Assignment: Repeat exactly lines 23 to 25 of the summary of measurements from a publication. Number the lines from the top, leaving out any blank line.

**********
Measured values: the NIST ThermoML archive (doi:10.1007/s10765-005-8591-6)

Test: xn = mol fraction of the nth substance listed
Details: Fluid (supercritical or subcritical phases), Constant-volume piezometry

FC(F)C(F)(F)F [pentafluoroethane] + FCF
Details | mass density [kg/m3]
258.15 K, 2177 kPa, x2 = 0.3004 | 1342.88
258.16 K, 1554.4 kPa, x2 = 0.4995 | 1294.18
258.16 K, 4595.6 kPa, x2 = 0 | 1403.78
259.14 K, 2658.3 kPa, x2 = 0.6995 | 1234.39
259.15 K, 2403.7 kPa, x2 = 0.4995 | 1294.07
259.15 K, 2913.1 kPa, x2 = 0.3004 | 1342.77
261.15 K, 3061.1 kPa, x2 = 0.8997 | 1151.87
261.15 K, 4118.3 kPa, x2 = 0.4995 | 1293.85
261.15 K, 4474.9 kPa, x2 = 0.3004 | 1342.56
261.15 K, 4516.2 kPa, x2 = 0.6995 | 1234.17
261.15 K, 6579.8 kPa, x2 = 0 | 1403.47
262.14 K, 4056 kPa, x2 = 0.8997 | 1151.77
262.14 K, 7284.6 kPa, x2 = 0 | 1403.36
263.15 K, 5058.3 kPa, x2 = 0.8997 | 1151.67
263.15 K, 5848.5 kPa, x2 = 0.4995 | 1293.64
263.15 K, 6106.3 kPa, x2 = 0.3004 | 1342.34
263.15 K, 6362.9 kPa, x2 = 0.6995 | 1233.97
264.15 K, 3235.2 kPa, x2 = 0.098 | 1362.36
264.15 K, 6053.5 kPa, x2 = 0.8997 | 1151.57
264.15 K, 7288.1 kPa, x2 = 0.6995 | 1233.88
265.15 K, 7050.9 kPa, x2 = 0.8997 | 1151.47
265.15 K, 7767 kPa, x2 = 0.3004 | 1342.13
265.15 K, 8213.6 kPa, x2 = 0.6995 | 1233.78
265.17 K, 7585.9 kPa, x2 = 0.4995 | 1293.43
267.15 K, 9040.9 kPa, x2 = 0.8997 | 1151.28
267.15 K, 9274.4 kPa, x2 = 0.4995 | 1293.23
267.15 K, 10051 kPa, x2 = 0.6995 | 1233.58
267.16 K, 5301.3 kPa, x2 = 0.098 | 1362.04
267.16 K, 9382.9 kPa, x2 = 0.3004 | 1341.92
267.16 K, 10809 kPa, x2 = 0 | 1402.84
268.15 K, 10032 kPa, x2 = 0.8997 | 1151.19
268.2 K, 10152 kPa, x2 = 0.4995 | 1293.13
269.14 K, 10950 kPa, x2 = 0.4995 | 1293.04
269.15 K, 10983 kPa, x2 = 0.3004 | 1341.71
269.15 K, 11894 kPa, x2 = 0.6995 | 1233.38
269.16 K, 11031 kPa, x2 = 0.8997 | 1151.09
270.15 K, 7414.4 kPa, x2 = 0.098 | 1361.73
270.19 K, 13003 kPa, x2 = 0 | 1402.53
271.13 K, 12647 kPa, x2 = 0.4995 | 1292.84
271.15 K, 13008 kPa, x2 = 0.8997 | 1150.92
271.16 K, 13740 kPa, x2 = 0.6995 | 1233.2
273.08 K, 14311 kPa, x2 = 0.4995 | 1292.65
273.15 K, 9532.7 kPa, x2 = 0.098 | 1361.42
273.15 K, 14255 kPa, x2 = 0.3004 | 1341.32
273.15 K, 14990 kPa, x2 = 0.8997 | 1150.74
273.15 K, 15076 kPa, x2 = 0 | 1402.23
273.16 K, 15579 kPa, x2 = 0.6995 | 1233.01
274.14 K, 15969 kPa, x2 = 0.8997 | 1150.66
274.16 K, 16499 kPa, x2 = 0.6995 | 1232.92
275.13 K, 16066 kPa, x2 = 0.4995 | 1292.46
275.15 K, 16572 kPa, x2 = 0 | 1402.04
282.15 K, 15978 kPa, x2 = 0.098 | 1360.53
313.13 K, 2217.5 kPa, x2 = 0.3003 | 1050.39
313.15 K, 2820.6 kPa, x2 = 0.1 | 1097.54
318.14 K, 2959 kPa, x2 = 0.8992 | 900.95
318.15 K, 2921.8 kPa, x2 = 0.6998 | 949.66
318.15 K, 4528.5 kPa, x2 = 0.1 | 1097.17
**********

264.15 K, 3235.2 kPa, x2 = 0.098 | 1362.36
264.15 K, 6053.5 kPa, x2 = 0.8997 | 1151.57
264.15 K, 7288.1 kPa, x2 = 0.6995 | 1233.88